Buzz Aldrin Posts U.S. Customs Form From Apollo 11's Trip To The Moon Because Even Astronauts Have To Declare Their Items

BEVERLY HILLS, CA - JANUARY 16: Former astronaut Buzz Aldrin attends the 12th Annual 'Living Legends of Aviation' at The Beverly Hilton Hotel on January 16, 2015 in Beverly Hills, California. (Photo by Alberto E. Rodriguez/Getty Images)
Source: Alberto E. Rodriguez/Getty Images Entertainment/Getty Images

Those U.S. customs forms you fill out after crossing into American airspace from overseas might feel like a laborious procedure, but you should take solace in knowing that even people traveling to outer space need to declare their items. On Sunday, Buzz Aldrin posted this awesome customs form filled out by the Apollo 11 crew upon returning from their historic landing on the moon. Really, space is the farthest international flight you could really take, and this piece of NASA history shows that, hey, astronauts are just like us.

In the Facebook post, Aldrin said he decided to share a copy of the exact customs paperwork filled by the Apollo 11 crew in 1969 since people often asked him whether astronauts were subject to the same rules as overseas flyers. The crew, which also included Neil Armstrong and Michael Collins, declared moon rock and moon dust samples as part of their haul. Their point of departure was appropriately listed as "moon." And when it came to reporting "any other condition on board which may lead to spread of disease," the astronauts wrote "to be determined," since the effects of traveling to the moon (aka "moon disease") weren't known at the time.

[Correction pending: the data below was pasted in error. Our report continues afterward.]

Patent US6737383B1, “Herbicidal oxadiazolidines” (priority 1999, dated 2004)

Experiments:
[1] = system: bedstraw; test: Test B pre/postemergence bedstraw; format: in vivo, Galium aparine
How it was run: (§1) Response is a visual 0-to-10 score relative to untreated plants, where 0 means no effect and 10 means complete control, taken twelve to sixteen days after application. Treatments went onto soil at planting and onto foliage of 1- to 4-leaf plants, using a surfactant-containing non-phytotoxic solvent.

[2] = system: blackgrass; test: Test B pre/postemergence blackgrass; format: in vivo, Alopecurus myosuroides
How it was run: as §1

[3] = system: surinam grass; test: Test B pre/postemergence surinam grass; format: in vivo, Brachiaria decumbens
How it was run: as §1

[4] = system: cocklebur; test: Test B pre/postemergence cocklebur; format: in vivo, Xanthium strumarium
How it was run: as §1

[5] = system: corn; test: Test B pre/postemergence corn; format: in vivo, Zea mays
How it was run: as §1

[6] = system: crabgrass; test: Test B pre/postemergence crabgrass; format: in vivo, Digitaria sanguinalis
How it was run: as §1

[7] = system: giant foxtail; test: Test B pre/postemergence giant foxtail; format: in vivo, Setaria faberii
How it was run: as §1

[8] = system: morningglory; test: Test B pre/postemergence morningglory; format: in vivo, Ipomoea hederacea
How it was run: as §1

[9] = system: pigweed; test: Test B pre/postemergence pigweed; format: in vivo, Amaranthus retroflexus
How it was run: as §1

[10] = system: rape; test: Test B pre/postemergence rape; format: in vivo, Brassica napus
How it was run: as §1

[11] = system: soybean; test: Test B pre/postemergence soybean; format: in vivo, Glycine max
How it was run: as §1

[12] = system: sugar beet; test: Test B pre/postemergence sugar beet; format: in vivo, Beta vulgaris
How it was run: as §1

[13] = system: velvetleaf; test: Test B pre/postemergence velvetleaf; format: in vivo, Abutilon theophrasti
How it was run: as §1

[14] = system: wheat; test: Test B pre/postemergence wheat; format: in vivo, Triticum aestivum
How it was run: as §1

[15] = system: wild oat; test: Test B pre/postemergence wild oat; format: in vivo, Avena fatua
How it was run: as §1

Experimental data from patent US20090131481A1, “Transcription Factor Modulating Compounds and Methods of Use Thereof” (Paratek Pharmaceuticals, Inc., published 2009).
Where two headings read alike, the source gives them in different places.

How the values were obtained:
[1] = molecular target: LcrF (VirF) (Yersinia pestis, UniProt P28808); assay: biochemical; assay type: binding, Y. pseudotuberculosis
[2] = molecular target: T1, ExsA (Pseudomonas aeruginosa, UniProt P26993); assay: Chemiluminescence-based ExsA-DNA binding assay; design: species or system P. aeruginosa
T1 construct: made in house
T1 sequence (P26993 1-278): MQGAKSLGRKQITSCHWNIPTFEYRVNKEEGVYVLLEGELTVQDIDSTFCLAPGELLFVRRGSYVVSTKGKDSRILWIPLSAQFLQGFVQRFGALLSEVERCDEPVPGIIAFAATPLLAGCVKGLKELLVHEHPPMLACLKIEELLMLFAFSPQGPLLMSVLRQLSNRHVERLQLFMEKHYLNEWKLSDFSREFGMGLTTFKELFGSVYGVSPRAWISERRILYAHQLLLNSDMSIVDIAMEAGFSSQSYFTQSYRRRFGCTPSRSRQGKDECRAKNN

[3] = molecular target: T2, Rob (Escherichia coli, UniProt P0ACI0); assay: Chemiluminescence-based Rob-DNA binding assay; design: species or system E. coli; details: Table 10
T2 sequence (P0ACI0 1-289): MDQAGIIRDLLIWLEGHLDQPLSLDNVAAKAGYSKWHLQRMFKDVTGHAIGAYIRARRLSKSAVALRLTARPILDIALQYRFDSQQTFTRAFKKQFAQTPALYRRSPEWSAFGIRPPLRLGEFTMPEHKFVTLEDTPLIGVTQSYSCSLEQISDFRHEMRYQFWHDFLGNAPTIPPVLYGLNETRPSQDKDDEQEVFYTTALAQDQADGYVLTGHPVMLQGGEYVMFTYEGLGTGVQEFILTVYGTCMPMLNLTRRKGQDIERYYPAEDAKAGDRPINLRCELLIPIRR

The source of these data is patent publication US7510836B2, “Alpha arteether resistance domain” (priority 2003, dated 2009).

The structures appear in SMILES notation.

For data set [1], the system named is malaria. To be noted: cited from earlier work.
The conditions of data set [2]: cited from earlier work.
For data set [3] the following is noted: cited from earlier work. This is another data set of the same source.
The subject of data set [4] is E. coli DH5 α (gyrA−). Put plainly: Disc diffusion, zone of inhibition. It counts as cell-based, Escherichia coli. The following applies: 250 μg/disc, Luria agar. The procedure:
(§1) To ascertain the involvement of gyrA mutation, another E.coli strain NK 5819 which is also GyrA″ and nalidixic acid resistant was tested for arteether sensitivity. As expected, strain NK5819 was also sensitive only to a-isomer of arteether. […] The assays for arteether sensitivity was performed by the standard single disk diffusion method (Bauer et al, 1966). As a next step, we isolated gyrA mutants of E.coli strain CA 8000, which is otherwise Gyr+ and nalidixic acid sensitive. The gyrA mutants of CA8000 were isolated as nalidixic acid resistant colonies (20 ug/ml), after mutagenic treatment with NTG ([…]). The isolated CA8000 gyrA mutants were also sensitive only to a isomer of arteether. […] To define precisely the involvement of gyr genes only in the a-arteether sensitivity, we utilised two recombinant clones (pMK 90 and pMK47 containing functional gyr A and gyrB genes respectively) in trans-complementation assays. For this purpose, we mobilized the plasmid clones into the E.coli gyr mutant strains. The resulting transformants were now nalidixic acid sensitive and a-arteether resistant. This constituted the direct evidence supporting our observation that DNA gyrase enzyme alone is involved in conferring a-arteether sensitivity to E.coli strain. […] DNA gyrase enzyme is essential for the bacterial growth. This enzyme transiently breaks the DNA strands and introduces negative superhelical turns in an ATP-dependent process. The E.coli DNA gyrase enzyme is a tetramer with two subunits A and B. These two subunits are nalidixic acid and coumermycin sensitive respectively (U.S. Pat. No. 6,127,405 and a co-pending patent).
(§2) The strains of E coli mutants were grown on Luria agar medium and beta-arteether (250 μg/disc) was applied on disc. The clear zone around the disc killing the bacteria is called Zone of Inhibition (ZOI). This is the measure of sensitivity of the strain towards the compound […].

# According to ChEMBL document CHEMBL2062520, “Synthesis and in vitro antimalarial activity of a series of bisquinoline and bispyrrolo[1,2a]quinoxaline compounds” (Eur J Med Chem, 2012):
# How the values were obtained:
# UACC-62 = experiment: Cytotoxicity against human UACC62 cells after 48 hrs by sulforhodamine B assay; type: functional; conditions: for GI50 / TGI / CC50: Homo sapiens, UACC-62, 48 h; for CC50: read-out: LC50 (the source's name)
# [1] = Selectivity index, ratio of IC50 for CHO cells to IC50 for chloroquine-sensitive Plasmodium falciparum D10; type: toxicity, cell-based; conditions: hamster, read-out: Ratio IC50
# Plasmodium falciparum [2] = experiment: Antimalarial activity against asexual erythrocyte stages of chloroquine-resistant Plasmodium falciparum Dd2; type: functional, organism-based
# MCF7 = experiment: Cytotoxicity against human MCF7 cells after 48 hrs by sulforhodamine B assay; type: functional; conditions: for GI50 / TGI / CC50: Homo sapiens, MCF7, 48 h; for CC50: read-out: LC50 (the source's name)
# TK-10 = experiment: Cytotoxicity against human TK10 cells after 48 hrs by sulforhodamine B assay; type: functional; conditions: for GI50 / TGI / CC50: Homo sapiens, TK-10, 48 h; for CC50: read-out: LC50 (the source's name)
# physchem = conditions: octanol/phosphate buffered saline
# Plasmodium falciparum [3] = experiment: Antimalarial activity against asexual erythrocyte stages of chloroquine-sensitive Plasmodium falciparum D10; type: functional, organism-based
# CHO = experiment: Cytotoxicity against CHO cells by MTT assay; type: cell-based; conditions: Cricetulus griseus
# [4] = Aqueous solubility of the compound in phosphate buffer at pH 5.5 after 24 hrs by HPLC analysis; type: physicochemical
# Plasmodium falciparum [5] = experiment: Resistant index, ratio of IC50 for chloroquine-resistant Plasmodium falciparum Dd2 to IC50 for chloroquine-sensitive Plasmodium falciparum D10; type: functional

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Given that commercialized space travel could be coming in the near future for the rest of us mere mortals, the idea that there will be some familiar laws and levels of government bureaucracy is, oddly enough, kind of comforting. But more likely than not, you'll soon see planetary paperwork fittingly labeled "Earth."

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